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Islamic State destroys priceless statues in ancient city of Palmyra

The ancient Syrian city of Palmyra on May 18, a day after Islamic State group jihadists fired rockets into the city. (AFP/Getty Images)
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Separate reports this week indicated that Islamic State fighters were smashing cultural relics in the ancient city of Palmyra, once one of Syria's most crowded tourist destinations, but now in the grips of the extremist organization.

The jihadists consider representations of divinity, especially those from pre-Islamic times, to be heretical and worthy of destruction. According to Syria's director of antiquities, Maamoun Abdelkarim, the militants this week hacked apart the famous Lion of al-Lat, a limestone statue dating back to the first century B.C. that had been placed outside Palmyra museum.

"It’s the most serious crime they have committed against Palmyra’s heritage," said Abdelkarim in an interview with Agence France-Presse. In May, as an Islamic State offensive neared the historic ruins, he had warned that Palmyra's capture would be "an international catastrophe."

As WorldViews discussed around the time of its fall, Palmyra was once one of the ancient world's great crossroads — a desert oasis under Rome's sphere of influence connected via trade to the great empires and civilizations further east. A UNESCO World Heritage Site, Palmyra boasts some of the most stunning, intact Roman-era structures still in existence.

The Islamic State's control over the ruins is seen as a tragedy for global patrimony, given the group's track record in nearby Iraq, where it has razed and pillaged a whole series of ancient Mesopotamian sites.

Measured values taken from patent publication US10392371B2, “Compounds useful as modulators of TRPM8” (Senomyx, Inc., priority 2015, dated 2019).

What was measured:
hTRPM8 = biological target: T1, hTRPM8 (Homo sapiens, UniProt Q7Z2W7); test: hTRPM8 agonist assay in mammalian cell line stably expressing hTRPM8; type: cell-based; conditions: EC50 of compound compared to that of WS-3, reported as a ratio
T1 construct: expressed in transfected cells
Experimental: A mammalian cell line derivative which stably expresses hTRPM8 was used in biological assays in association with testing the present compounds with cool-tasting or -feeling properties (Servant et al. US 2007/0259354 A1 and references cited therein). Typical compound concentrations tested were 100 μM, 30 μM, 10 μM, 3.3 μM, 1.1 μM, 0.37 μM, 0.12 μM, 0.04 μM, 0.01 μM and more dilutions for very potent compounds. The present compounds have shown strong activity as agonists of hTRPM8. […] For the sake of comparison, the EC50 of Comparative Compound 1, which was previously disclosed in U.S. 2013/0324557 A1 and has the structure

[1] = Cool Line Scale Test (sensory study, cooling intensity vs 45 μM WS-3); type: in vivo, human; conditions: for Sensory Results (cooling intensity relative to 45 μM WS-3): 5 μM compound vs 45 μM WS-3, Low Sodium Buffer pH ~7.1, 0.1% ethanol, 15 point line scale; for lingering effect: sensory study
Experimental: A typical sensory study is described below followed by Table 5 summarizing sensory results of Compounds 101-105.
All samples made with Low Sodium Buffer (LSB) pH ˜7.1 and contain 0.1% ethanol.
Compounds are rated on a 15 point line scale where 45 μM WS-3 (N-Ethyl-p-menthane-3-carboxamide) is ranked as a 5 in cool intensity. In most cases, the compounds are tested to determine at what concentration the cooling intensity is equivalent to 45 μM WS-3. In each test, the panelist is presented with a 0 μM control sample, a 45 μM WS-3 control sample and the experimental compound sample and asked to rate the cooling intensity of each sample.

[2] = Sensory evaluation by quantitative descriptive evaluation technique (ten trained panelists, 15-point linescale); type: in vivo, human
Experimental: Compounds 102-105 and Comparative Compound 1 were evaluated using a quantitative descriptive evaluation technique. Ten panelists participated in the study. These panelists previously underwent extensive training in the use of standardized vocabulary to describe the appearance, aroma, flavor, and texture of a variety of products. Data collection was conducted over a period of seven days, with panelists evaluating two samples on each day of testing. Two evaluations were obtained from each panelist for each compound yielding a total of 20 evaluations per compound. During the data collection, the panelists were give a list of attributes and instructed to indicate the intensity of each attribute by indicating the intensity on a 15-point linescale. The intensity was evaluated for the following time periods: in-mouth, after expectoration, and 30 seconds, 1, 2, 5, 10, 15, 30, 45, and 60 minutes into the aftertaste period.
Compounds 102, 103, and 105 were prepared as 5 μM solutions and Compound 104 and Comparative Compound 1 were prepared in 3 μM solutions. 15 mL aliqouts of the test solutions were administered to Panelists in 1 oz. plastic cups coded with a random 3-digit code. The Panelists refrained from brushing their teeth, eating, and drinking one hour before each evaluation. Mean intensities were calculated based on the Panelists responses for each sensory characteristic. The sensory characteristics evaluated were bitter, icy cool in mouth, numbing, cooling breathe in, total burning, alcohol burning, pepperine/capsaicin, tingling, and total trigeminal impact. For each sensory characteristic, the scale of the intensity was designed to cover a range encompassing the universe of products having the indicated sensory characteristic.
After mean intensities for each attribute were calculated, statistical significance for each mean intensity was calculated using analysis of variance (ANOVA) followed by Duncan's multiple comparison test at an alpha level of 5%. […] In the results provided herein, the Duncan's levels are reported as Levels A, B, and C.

Reports this week suggested that the Sunni extremists had also smashed six busts seized from a smuggler attempting to bring them out of Palmyra. Photos of the pieces were uploaded onto a Web site affiliated with the Islamic State but could not be independently verified. The militants also released images of black-scarved fighters pounding the busts with sledgehammers.

Speaking at an event in London, Irina Bokova, the head of the United Nations' cultural agency, decried what the Islamic State was doing to the region's rich archaeological and architectural heritage.

"This deliberate destruction is not only continuing, it is happening on a systematic basis," said Bokova. "The looting of archaeological sites and museums, in Iraq particularly, has reached an industrial scale of destruction."

Bokova said the Islamic State's barbaric obliteration and theft of Mesopotamian antiquities was part of a larger "tactic of war, to terrify populations, to finance criminal activities."

She deemed the Islamic State's activities as a form of "cultural cleansing" that has "reached unprecedented levels in contemporary history."

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The many splendors of Palmyra, now under threat of destruction